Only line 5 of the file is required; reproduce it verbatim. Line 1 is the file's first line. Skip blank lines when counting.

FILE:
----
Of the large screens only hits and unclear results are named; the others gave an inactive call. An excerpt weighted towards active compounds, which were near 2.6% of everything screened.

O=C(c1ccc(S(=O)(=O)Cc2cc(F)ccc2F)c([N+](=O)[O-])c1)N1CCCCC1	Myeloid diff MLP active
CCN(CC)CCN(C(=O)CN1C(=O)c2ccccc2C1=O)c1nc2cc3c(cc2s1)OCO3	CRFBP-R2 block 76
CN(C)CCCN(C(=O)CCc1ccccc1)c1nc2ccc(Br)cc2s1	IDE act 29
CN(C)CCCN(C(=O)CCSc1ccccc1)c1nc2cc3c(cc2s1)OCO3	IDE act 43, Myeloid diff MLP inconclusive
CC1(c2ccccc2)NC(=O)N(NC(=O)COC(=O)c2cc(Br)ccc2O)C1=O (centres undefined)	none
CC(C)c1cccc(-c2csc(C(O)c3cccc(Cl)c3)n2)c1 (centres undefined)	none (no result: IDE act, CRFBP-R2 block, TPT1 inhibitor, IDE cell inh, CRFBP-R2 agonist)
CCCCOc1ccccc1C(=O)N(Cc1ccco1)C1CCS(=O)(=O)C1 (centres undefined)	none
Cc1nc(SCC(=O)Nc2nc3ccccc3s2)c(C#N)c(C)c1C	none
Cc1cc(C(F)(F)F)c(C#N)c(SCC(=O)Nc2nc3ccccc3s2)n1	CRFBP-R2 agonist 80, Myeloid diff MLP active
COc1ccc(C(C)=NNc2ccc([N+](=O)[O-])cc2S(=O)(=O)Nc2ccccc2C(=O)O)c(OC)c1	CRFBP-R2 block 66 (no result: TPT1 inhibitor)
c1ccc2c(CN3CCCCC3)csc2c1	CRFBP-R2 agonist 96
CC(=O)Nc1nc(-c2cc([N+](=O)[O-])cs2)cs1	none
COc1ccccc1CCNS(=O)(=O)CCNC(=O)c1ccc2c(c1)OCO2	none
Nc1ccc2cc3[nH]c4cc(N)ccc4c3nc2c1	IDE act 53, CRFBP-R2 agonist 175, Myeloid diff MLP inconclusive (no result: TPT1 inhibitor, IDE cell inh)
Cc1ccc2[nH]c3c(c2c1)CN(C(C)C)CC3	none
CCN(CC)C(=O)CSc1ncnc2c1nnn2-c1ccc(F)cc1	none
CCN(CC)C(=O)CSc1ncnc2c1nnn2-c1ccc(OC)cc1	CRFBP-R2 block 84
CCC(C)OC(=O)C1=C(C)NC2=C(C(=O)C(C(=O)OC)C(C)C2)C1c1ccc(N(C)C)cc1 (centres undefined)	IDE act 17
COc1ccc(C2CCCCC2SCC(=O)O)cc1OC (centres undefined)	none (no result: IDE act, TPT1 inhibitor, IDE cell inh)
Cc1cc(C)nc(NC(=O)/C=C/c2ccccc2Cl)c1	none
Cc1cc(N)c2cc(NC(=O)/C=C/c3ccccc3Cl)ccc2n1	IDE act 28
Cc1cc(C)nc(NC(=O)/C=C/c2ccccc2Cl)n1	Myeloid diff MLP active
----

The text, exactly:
CN(C)CCCN(C(=O)CCSc1ccccc1)c1nc2cc3c(cc2s1)OCO3	IDE act 43, Myeloid diff MLP inconclusive